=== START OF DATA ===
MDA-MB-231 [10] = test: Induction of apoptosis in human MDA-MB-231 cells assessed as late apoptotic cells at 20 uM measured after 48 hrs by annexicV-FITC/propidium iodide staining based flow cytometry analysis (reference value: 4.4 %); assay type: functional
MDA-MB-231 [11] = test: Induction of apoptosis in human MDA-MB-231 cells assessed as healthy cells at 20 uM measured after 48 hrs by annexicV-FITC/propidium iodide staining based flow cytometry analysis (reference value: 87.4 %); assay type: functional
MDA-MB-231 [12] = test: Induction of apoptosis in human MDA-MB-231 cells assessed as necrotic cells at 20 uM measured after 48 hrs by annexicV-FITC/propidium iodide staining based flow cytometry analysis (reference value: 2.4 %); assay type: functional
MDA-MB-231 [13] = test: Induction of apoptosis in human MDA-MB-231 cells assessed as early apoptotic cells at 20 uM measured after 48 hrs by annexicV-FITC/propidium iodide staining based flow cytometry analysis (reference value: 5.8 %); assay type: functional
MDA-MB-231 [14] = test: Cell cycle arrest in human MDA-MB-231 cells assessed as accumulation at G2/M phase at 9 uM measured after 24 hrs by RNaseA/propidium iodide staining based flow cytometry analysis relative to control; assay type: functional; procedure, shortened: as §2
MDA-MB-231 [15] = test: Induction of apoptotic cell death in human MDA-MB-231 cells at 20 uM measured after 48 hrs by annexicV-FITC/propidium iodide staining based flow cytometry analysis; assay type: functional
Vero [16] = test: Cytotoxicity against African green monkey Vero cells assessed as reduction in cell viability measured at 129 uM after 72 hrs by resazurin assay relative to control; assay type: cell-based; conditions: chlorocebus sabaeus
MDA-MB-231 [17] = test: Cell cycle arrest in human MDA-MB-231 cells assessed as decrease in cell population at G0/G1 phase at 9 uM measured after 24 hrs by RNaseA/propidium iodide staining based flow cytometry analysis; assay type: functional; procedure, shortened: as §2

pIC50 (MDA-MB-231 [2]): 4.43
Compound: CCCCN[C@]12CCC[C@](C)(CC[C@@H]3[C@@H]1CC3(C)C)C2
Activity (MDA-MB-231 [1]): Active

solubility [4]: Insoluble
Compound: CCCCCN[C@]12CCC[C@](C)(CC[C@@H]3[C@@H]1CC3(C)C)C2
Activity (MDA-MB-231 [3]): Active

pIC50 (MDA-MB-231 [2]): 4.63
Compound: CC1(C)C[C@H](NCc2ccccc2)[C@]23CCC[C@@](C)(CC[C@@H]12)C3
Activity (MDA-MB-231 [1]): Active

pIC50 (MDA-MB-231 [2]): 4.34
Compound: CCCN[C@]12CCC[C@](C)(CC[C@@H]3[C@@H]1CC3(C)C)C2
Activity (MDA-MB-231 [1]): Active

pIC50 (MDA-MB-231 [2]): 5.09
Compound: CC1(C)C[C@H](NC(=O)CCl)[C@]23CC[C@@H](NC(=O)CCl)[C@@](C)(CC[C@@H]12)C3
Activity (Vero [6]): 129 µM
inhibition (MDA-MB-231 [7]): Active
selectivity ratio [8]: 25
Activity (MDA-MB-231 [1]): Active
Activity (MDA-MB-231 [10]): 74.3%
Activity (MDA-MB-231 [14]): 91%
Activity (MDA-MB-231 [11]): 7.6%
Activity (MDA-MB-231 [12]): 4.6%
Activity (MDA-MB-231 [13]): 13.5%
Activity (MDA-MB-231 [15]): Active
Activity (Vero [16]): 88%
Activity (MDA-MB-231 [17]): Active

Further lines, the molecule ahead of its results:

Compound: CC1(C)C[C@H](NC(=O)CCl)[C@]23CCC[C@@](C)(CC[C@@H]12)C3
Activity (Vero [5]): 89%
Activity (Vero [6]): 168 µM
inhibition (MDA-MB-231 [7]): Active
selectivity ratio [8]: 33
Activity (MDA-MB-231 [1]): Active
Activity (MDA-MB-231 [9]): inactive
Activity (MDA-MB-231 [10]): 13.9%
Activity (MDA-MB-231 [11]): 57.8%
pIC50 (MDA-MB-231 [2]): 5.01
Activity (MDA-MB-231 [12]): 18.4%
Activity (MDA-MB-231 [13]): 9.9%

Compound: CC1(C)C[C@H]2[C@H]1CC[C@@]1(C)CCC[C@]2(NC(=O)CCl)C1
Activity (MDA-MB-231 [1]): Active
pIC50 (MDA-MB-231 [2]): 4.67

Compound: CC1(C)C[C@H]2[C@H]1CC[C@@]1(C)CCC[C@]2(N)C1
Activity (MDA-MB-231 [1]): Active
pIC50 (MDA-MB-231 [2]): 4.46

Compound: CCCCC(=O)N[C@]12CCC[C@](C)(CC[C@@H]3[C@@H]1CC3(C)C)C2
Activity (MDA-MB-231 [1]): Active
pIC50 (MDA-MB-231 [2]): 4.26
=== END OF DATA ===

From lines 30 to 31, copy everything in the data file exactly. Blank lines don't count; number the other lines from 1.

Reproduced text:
Activity (MDA-MB-231 [12]): 4.6%
Activity (MDA-MB-231 [13]): 13.5%